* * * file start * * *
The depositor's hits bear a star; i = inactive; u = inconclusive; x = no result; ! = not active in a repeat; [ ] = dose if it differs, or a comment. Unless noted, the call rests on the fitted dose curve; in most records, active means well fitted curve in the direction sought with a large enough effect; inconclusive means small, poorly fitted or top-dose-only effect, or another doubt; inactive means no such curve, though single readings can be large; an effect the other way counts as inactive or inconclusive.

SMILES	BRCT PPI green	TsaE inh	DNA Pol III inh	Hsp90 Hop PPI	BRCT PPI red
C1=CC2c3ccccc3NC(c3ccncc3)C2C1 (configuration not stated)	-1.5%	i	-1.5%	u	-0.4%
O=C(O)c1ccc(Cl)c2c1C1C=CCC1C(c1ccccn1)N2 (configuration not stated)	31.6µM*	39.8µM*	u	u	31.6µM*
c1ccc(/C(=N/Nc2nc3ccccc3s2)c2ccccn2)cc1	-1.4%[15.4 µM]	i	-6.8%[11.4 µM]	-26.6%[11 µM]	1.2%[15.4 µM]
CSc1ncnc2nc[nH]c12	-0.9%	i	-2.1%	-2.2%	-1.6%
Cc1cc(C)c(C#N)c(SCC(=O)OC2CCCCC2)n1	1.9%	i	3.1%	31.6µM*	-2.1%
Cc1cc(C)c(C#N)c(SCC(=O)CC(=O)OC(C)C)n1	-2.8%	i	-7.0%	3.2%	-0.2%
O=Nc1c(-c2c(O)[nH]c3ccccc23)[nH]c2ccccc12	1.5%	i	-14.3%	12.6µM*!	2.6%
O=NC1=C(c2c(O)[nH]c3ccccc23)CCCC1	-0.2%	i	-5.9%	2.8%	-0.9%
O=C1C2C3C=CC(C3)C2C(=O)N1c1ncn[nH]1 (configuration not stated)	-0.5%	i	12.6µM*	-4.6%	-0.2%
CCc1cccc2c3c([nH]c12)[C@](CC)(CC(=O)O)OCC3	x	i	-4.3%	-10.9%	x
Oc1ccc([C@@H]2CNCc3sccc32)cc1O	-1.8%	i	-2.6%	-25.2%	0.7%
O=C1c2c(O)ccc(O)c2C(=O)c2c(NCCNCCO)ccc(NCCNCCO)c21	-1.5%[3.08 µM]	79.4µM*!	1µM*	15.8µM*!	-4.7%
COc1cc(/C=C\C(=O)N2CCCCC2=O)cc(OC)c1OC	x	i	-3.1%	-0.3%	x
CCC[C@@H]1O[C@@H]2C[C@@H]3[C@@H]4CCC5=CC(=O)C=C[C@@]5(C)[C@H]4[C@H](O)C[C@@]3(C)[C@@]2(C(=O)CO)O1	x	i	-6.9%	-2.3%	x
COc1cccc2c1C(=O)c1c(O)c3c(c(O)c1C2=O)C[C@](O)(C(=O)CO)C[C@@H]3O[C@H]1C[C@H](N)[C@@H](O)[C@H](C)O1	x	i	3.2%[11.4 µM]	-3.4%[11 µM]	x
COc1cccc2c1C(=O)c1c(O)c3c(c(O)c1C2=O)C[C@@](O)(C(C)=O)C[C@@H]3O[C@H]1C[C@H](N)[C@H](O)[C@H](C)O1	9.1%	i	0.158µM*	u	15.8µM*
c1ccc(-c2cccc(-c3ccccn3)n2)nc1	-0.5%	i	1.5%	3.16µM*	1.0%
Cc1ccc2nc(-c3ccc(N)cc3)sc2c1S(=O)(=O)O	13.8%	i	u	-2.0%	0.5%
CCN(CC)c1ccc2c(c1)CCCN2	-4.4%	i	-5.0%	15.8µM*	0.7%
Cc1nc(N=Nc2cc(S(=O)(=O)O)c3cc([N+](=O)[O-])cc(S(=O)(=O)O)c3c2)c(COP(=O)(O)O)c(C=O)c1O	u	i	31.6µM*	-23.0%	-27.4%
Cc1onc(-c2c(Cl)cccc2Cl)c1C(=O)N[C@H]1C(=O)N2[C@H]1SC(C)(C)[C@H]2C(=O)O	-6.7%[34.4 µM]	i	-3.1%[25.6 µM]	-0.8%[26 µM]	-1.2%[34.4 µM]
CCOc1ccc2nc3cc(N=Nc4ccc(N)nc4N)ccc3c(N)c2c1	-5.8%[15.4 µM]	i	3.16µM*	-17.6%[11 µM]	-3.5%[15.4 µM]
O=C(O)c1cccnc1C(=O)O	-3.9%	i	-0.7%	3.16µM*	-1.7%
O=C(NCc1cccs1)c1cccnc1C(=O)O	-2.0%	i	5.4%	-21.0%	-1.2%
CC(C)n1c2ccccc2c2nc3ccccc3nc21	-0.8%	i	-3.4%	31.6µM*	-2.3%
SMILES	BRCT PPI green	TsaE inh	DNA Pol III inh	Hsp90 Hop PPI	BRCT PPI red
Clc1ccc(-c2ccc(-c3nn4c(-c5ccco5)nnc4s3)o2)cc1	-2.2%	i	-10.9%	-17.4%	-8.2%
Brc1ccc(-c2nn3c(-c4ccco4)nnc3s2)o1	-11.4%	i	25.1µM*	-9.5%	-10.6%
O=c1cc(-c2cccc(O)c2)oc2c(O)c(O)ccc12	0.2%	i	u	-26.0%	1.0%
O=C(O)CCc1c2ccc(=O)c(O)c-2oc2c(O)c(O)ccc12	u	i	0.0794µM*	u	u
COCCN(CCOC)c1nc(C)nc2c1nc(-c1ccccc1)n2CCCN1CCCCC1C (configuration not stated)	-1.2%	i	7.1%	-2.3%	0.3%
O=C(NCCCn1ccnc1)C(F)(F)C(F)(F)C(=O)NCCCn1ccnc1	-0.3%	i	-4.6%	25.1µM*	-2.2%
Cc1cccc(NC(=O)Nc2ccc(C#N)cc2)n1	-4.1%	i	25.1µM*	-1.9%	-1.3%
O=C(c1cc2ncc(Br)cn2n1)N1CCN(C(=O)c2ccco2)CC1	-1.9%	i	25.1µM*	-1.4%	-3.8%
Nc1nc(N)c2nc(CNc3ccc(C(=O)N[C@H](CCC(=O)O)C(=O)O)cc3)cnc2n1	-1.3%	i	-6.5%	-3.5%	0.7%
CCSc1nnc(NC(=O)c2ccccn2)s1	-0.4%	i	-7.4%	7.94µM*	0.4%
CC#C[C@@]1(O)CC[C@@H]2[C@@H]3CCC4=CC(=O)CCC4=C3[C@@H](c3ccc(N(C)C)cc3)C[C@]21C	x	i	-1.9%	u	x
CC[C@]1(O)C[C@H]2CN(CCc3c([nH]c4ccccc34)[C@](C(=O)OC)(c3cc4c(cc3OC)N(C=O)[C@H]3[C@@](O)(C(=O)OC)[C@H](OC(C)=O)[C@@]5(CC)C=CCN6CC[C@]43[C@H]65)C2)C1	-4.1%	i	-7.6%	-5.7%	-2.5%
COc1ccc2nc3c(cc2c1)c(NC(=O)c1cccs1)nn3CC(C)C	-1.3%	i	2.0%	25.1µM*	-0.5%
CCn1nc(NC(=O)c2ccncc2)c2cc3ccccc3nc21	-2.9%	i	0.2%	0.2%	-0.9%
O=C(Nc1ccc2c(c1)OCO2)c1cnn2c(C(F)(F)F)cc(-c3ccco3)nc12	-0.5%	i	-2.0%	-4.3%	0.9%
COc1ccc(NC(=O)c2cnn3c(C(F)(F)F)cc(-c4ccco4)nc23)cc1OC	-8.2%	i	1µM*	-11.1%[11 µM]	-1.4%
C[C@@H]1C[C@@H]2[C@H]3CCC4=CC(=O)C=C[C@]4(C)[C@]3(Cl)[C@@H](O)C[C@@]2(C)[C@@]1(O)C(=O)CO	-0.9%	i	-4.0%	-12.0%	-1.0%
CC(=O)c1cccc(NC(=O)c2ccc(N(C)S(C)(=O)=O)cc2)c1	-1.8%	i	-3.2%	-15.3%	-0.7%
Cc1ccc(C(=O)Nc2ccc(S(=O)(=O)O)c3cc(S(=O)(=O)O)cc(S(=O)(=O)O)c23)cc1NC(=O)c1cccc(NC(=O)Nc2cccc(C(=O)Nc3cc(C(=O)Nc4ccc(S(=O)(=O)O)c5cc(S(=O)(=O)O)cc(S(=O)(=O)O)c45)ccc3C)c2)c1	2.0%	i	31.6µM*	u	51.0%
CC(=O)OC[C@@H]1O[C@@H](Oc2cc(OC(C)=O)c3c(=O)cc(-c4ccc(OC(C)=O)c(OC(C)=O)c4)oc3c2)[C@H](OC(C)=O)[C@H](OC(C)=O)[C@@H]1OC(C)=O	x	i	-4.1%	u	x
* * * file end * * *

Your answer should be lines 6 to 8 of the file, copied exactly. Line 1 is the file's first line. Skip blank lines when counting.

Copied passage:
CSc1ncnc2nc[nH]c12	-0.9%	i	-2.1%	-2.2%	-1.6%
Cc1cc(C)c(C#N)c(SCC(=O)OC2CCCCC2)n1	1.9%	i	3.1%	31.6µM*	-2.1%
Cc1cc(C)c(C#N)c(SCC(=O)CC(=O)OC(C)C)n1	-2.8%	i	-7.0%	3.2%	-0.2%